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Dependence of Cavitation Bubble Size on Pressure Amplitude at Therapeutic Levels
AIP Conference Proceedings
  • Kelsey Jean Carvell, Iowa State University
  • Timothy A. Bigelow, Iowa State University
Document Type
Conference Proceeding
Publication Date
High‐intensity, focused ultrasound therapy is a minimally invasive therapy technique that is effective and relatively safe. It can be used in areas including histotripsy, thermal ablation, and administering medication. Inertial cavitation is used to improve these therapy methods. The purpose of this study was to determine the effect of pressure amplitude on cavitation resonance frequency/bubble size at therapeutic field levels. Earlier work has indicated that the resonance size depends on pressure amplitude; however, the investigation only considered pressure amplitudes up to 1 MPa [1]. Our study was conducted by simulating the response of bubbles to linearly propagating sine waves using the Gilmore‐Akulichev formulation to solve for the bubble response. The frequency of the sine wave varied from 1 to 5 MHz while the amplitude of the sine wave varied from 0.0001 to 9 MPa. The resonance size for a particular frequency of excitation and amplitude was determined by finding the initial bubble size that resulted in the maximum bubble expansion for an air bubble in water. The simulations demonstrated a downshift in resonance size with increasing pressure amplitude. Therefore, smaller bubbles will have a more dramatic response to ultrasound at therapeutic levels.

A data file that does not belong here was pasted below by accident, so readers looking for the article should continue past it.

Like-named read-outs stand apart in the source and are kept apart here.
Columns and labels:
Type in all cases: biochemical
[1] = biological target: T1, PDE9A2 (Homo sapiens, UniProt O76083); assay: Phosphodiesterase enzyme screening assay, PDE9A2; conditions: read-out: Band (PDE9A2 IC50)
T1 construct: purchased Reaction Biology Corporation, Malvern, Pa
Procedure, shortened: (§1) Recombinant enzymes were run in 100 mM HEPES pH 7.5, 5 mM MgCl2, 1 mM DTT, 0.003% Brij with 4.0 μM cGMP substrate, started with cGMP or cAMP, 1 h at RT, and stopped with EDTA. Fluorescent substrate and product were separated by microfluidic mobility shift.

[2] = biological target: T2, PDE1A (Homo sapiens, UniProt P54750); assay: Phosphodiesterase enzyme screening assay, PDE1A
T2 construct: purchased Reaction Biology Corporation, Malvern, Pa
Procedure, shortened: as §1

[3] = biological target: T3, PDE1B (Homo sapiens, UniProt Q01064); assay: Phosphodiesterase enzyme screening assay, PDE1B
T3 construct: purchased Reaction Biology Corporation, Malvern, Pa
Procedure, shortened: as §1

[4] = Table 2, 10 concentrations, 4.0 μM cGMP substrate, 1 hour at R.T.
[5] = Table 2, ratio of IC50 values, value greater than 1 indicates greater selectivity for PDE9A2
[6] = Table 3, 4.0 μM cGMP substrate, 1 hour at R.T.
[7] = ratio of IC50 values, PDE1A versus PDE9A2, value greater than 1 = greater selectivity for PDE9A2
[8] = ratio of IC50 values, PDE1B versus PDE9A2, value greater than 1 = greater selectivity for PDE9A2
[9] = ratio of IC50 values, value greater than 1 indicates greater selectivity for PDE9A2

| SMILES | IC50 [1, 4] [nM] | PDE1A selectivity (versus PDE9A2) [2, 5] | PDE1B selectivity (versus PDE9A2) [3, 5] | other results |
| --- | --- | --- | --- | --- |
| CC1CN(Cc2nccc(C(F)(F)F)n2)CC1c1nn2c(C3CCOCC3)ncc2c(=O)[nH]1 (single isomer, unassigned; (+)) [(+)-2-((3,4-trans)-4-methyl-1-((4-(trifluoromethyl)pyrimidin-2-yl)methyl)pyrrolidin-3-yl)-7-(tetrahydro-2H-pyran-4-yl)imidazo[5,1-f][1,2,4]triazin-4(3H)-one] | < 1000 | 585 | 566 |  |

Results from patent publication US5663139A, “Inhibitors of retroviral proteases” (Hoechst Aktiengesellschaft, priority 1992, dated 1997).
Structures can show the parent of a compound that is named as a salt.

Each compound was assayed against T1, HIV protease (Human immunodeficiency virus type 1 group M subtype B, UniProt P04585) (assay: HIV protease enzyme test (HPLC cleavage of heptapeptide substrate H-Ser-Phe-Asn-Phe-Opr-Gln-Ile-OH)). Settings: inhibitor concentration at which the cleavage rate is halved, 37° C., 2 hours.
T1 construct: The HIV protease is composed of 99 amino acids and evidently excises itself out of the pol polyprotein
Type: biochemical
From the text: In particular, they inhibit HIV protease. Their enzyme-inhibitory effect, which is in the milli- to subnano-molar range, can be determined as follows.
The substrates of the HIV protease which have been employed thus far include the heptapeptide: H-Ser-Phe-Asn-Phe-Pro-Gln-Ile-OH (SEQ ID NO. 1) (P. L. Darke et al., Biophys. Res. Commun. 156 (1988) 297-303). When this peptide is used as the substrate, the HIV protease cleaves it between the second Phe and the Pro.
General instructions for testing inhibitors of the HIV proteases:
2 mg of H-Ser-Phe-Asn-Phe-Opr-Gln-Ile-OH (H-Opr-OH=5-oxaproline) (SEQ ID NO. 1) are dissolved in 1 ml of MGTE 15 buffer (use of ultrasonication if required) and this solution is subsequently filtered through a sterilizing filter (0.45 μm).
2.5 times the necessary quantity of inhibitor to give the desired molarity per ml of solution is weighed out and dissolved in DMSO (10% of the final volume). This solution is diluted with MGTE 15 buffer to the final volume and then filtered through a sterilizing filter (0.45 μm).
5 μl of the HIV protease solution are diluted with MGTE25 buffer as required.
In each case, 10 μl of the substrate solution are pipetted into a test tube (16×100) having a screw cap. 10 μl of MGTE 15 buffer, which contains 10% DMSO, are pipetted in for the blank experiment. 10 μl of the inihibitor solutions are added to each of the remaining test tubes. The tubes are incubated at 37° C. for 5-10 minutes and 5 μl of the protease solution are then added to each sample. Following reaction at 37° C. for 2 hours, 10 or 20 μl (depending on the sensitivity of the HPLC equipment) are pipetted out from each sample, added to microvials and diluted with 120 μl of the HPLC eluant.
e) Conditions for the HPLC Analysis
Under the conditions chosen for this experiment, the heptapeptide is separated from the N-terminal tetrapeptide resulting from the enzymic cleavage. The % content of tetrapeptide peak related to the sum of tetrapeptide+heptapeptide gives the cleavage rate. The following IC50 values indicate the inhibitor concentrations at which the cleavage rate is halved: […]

The following article appeared in AIP Conference Proceedings 1113 (2009): 63 and may be found at doi:10.1063/1.3131472.

Copyright 2009 American Institute of Physics. This article may be downloaded for personal use only. Any other use requires prior permission of the author and the American Institute of Physics.
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American Institute of Physics
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Citation Information
Kelsey Jean Carvell and Timothy A. Bigelow. "Dependence of Cavitation Bubble Size on Pressure Amplitude at Therapeutic Levels" AIP Conference Proceedings Vol. 1113 (2009) p. 63 - 67
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